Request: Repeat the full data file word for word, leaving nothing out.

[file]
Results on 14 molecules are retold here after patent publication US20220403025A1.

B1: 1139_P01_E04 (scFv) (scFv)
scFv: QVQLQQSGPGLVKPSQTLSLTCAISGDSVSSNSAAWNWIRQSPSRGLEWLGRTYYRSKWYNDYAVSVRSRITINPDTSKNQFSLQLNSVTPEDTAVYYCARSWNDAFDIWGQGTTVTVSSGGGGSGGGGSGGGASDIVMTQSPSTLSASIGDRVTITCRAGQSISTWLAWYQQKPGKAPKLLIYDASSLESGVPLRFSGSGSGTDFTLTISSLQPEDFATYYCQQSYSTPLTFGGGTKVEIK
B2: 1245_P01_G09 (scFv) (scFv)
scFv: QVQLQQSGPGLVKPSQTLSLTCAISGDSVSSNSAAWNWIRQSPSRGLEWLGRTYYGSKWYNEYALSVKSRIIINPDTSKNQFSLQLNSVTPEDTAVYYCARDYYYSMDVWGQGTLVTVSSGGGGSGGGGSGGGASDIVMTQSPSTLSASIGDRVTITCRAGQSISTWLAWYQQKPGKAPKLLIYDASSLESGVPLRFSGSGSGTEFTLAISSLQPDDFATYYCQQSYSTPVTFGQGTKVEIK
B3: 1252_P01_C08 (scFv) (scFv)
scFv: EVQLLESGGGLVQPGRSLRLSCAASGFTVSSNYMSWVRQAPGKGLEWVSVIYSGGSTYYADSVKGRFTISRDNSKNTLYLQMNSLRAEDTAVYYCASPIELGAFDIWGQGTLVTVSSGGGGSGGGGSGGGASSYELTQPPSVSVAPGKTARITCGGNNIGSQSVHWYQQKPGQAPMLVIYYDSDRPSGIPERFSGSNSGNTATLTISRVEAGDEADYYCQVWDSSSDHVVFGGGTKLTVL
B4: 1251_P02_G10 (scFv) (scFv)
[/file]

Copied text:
Results on 14 molecules are retold here after patent publication US20220403025A1.

B1: 1139_P01_E04 (scFv) (scFv)
scFv: QVQLQQSGPGLVKPSQTLSLTCAISGDSVSSNSAAWNWIRQSPSRGLEWLGRTYYRSKWYNDYAVSVRSRITINPDTSKNQFSLQLNSVTPEDTAVYYCARSWNDAFDIWGQGTTVTVSSGGGGSGGGGSGGGASDIVMTQSPSTLSASIGDRVTITCRAGQSISTWLAWYQQKPGKAPKLLIYDASSLESGVPLRFSGSGSGTDFTLTISSLQPEDFATYYCQQSYSTPLTFGGGTKVEIK
B2: 1245_P01_G09 (scFv) (scFv)
scFv: QVQLQQSGPGLVKPSQTLSLTCAISGDSVSSNSAAWNWIRQSPSRGLEWLGRTYYGSKWYNEYALSVKSRIIINPDTSKNQFSLQLNSVTPEDTAVYYCARDYYYSMDVWGQGTLVTVSSGGGGSGGGGSGGGASDIVMTQSPSTLSASIGDRVTITCRAGQSISTWLAWYQQKPGKAPKLLIYDASSLESGVPLRFSGSGSGTEFTLAISSLQPDDFATYYCQQSYSTPVTFGQGTKVEIK
B3: 1252_P01_C08 (scFv) (scFv)
scFv: EVQLLESGGGLVQPGRSLRLSCAASGFTVSSNYMSWVRQAPGKGLEWVSVIYSGGSTYYADSVKGRFTISRDNSKNTLYLQMNSLRAEDTAVYYCASPIELGAFDIWGQGTLVTVSSGGGGSGGGGSGGGASSYELTQPPSVSVAPGKTARITCGGNNIGSQSVHWYQQKPGQAPMLVIYYDSDRPSGIPERFSGSNSGNTATLTISRVEAGDEADYYCQVWDSSSDHVVFGGGTKLTVL
B4: 1251_P02_G10 (scFv) (scFv)